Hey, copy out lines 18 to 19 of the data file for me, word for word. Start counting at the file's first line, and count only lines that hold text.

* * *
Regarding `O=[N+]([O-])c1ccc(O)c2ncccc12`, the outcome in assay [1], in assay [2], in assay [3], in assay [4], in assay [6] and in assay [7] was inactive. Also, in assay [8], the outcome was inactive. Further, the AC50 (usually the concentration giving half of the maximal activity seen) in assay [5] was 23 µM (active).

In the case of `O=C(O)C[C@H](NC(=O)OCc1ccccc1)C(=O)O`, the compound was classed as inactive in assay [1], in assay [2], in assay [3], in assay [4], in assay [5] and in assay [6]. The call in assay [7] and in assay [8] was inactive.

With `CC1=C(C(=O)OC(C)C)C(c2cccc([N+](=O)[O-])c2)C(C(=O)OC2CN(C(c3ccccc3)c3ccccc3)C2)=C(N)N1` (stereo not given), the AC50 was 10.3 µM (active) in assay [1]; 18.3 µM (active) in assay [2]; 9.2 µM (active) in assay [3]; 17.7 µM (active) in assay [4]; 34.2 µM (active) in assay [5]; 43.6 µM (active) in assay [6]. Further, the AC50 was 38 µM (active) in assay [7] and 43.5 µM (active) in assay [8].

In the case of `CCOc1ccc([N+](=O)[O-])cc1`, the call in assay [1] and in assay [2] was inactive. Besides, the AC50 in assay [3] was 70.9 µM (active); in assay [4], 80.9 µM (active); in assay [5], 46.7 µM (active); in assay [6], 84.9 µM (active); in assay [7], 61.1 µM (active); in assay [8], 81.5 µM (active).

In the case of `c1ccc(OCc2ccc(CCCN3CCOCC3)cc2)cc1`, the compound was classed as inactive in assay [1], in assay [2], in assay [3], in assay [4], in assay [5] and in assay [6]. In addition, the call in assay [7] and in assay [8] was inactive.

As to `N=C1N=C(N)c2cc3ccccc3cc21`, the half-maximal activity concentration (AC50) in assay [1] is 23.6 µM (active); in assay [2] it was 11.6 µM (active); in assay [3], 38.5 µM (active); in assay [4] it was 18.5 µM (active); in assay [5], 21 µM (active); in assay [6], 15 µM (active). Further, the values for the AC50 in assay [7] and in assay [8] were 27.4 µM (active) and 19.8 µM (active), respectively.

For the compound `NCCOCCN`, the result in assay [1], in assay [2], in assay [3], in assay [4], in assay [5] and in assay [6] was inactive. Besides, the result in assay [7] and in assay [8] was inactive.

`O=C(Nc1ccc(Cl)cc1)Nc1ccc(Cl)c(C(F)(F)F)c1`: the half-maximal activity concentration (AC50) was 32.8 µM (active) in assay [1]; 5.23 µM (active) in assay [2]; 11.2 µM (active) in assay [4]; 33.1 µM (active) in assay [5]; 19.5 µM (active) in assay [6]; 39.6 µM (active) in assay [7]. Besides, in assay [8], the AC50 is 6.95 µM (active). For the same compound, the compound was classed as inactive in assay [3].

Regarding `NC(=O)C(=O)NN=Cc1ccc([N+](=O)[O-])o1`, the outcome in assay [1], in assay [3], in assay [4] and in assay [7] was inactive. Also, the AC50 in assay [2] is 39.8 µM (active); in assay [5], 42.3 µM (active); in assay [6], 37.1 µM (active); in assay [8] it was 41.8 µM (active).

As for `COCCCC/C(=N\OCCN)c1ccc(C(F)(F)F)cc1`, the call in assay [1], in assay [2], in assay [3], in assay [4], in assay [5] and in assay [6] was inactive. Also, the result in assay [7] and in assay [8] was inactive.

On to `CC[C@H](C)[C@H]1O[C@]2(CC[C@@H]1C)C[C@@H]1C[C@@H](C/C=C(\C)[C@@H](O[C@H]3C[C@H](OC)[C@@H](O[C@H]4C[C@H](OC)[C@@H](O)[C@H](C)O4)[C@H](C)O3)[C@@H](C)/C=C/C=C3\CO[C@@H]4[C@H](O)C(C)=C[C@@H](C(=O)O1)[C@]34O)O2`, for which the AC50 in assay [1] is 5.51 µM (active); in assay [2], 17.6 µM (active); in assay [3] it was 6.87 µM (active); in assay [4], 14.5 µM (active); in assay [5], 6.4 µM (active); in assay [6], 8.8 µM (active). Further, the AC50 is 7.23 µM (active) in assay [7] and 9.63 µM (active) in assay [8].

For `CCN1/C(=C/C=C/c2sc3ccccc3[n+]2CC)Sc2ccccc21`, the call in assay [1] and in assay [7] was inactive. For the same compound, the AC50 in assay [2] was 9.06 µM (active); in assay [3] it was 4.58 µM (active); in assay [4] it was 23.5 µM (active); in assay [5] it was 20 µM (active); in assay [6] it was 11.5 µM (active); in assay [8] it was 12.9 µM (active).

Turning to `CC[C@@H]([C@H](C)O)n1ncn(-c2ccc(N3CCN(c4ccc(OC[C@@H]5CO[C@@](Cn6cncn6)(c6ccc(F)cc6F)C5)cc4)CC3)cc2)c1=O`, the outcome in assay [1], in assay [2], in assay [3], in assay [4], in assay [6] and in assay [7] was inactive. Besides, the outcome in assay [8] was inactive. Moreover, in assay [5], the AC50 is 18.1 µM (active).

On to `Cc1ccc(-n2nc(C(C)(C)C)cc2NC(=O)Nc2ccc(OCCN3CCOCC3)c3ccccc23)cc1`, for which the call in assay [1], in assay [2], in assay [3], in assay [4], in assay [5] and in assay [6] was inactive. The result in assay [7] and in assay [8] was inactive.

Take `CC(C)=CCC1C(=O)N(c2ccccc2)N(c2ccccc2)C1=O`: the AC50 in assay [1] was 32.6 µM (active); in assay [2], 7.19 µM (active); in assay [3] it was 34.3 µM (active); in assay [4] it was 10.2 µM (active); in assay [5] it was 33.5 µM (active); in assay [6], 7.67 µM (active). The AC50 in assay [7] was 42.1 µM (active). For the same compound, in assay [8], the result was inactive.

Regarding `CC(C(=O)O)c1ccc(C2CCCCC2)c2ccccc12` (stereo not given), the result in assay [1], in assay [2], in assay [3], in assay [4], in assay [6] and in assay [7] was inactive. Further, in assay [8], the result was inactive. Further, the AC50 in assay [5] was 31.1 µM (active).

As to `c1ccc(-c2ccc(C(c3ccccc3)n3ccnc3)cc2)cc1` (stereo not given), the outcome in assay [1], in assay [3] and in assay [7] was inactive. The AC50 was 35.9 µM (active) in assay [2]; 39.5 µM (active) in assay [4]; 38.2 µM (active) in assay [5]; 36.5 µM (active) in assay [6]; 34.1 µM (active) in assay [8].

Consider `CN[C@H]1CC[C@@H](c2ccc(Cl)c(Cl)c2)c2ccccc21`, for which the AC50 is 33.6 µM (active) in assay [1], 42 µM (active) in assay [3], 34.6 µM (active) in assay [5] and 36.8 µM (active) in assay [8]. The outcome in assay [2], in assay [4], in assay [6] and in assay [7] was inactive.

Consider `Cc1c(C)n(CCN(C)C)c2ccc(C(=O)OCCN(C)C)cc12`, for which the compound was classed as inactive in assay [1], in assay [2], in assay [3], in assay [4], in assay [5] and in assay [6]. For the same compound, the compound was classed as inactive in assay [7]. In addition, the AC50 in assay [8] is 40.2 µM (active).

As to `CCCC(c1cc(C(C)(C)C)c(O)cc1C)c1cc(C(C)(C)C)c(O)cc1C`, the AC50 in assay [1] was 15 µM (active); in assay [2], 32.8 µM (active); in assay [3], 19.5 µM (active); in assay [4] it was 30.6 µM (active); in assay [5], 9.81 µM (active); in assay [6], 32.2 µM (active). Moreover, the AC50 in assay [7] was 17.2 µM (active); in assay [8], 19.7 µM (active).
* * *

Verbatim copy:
Consider `CN[C@H]1CC[C@@H](c2ccc(Cl)c(Cl)c2)c2ccccc21`, for which the AC50 is 33.6 µM (active) in assay [1], 42 µM (active) in assay [3], 34.6 µM (active) in assay [5] and 36.8 µM (active) in assay [8]. The outcome in assay [2], in assay [4], in assay [6] and in assay [7] was inactive.

Consider `Cc1c(C)n(CCN(C)C)c2ccc(C(=O)OCCN(C)C)cc12`, for which the compound was classed as inactive in assay [1], in assay [2], in assay [3], in assay [4], in assay [5] and in assay [6]. For the same compound, the compound was classed as inactive in assay [7]. In addition, the AC50 in assay [8] is 40.2 µM (active).